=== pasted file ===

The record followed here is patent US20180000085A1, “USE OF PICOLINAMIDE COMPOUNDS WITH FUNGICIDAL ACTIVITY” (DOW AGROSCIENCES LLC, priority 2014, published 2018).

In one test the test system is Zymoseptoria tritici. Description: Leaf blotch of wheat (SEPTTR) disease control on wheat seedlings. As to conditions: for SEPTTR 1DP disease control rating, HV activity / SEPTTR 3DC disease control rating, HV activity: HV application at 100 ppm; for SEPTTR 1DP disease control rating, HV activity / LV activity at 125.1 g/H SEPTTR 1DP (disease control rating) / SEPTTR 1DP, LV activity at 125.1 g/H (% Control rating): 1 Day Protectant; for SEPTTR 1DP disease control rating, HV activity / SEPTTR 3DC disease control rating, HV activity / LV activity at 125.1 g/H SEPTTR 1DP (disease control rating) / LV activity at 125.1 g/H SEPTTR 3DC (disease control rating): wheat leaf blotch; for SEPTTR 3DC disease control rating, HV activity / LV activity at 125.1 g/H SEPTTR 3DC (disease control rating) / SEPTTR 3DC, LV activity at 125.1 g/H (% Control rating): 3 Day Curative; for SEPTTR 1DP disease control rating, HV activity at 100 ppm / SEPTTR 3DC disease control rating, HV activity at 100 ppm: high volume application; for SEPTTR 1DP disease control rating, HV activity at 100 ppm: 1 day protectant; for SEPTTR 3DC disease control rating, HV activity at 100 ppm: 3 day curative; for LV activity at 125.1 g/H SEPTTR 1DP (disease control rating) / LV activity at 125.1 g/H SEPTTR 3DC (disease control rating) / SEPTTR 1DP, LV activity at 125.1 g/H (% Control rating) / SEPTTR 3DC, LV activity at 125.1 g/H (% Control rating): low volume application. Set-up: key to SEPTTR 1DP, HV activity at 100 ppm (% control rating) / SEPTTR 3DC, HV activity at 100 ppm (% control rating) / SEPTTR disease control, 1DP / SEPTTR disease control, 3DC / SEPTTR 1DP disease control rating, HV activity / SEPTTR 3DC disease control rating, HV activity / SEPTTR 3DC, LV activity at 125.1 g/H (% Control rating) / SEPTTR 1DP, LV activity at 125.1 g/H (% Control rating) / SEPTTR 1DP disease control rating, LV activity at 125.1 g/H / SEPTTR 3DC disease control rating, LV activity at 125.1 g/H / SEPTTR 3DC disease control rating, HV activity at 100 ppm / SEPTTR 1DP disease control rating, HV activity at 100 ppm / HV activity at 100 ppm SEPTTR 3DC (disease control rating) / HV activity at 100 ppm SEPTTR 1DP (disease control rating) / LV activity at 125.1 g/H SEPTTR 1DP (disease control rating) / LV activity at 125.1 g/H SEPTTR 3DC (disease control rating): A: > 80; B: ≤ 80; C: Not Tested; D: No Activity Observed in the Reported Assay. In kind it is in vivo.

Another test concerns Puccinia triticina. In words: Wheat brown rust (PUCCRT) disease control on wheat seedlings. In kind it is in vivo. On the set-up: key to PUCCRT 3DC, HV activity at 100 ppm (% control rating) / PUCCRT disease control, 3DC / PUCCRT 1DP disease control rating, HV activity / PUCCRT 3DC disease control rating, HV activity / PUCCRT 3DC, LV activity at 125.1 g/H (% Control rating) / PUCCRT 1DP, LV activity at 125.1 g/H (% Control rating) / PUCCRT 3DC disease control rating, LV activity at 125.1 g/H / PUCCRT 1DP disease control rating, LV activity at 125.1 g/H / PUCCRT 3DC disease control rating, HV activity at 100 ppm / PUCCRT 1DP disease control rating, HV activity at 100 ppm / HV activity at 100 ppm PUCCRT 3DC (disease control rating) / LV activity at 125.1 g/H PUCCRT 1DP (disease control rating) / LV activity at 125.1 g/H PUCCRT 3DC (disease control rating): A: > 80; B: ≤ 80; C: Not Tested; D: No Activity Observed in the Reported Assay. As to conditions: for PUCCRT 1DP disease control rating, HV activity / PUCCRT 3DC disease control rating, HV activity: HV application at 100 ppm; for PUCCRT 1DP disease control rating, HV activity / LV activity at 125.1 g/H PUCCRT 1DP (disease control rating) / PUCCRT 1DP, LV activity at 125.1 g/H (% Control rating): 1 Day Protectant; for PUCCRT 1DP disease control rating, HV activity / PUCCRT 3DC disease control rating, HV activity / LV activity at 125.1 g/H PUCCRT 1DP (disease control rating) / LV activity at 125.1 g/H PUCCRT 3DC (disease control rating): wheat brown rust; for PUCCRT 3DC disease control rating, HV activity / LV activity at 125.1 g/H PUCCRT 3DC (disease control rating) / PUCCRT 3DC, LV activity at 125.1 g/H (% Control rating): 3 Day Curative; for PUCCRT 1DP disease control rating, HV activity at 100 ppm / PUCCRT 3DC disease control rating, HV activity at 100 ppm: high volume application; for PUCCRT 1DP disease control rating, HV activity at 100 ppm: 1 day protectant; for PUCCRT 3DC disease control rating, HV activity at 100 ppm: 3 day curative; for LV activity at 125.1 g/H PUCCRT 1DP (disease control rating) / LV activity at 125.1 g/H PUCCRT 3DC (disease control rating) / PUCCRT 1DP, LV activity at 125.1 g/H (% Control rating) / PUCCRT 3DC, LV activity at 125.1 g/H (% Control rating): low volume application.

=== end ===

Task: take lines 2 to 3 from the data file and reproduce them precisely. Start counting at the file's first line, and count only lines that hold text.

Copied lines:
In one test the test system is Zymoseptoria tritici. Description: Leaf blotch of wheat (SEPTTR) disease control on wheat seedlings. As to conditions: for SEPTTR 1DP disease control rating, HV activity / SEPTTR 3DC disease control rating, HV activity: HV application at 100 ppm; for SEPTTR 1DP disease control rating, HV activity / LV activity at 125.1 g/H SEPTTR 1DP (disease control rating) / SEPTTR 1DP, LV activity at 125.1 g/H (% Control rating): 1 Day Protectant; for SEPTTR 1DP disease control rating, HV activity / SEPTTR 3DC disease control rating, HV activity / LV activity at 125.1 g/H SEPTTR 1DP (disease control rating) / LV activity at 125.1 g/H SEPTTR 3DC (disease control rating): wheat leaf blotch; for SEPTTR 3DC disease control rating, HV activity / LV activity at 125.1 g/H SEPTTR 3DC (disease control rating) / SEPTTR 3DC, LV activity at 125.1 g/H (% Control rating): 3 Day Curative; for SEPTTR 1DP disease control rating, HV activity at 100 ppm / SEPTTR 3DC disease control rating, HV activity at 100 ppm: high volume application; for SEPTTR 1DP disease control rating, HV activity at 100 ppm: 1 day protectant; for SEPTTR 3DC disease control rating, HV activity at 100 ppm: 3 day curative; for LV activity at 125.1 g/H SEPTTR 1DP (disease control rating) / LV activity at 125.1 g/H SEPTTR 3DC (disease control rating) / SEPTTR 1DP, LV activity at 125.1 g/H (% Control rating) / SEPTTR 3DC, LV activity at 125.1 g/H (% Control rating): low volume application. Set-up: key to SEPTTR 1DP, HV activity at 100 ppm (% control rating) / SEPTTR 3DC, HV activity at 100 ppm (% control rating) / SEPTTR disease control, 1DP / SEPTTR disease control, 3DC / SEPTTR 1DP disease control rating, HV activity / SEPTTR 3DC disease control rating, HV activity / SEPTTR 3DC, LV activity at 125.1 g/H (% Control rating) / SEPTTR 1DP, LV activity at 125.1 g/H (% Control rating) / SEPTTR 1DP disease control rating, LV activity at 125.1 g/H / SEPTTR 3DC disease control rating, LV activity at 125.1 g/H / SEPTTR 3DC disease control rating, HV activity at 100 ppm / SEPTTR 1DP disease control rating, HV activity at 100 ppm / HV activity at 100 ppm SEPTTR 3DC (disease control rating) / HV activity at 100 ppm SEPTTR 1DP (disease control rating) / LV activity at 125.1 g/H SEPTTR 1DP (disease control rating) / LV activity at 125.1 g/H SEPTTR 3DC (disease control rating): A: > 80; B: ≤ 80; C: Not Tested; D: No Activity Observed in the Reported Assay. In kind it is in vivo.

Another test concerns Puccinia triticina. In words: Wheat brown rust (PUCCRT) disease control on wheat seedlings. In kind it is in vivo. On the set-up: key to PUCCRT 3DC, HV activity at 100 ppm (% control rating) / PUCCRT disease control, 3DC / PUCCRT 1DP disease control rating, HV activity / PUCCRT 3DC disease control rating, HV activity / PUCCRT 3DC, LV activity at 125.1 g/H (% Control rating) / PUCCRT 1DP, LV activity at 125.1 g/H (% Control rating) / PUCCRT 3DC disease control rating, LV activity at 125.1 g/H / PUCCRT 1DP disease control rating, LV activity at 125.1 g/H / PUCCRT 3DC disease control rating, HV activity at 100 ppm / PUCCRT 1DP disease control rating, HV activity at 100 ppm / HV activity at 100 ppm PUCCRT 3DC (disease control rating) / LV activity at 125.1 g/H PUCCRT 1DP (disease control rating) / LV activity at 125.1 g/H PUCCRT 3DC (disease control rating): A: > 80; B: ≤ 80; C: Not Tested; D: No Activity Observed in the Reported Assay. As to conditions: for PUCCRT 1DP disease control rating, HV activity / PUCCRT 3DC disease control rating, HV activity: HV application at 100 ppm; for PUCCRT 1DP disease control rating, HV activity / LV activity at 125.1 g/H PUCCRT 1DP (disease control rating) / PUCCRT 1DP, LV activity at 125.1 g/H (% Control rating): 1 Day Protectant; for PUCCRT 1DP disease control rating, HV activity / PUCCRT 3DC disease control rating, HV activity / LV activity at 125.1 g/H PUCCRT 1DP (disease control rating) / LV activity at 125.1 g/H PUCCRT 3DC (disease control rating): wheat brown rust; for PUCCRT 3DC disease control rating, HV activity / LV activity at 125.1 g/H PUCCRT 3DC (disease control rating) / PUCCRT 3DC, LV activity at 125.1 g/H (% Control rating): 3 Day Curative; for PUCCRT 1DP disease control rating, HV activity at 100 ppm / PUCCRT 3DC disease control rating, HV activity at 100 ppm: high volume application; for PUCCRT 1DP disease control rating, HV activity at 100 ppm: 1 day protectant; for PUCCRT 3DC disease control rating, HV activity at 100 ppm: 3 day curative; for LV activity at 125.1 g/H PUCCRT 1DP (disease control rating) / LV activity at 125.1 g/H PUCCRT 3DC (disease control rating) / PUCCRT 1DP, LV activity at 125.1 g/H (% Control rating) / PUCCRT 3DC, LV activity at 125.1 g/H (% Control rating): low volume application.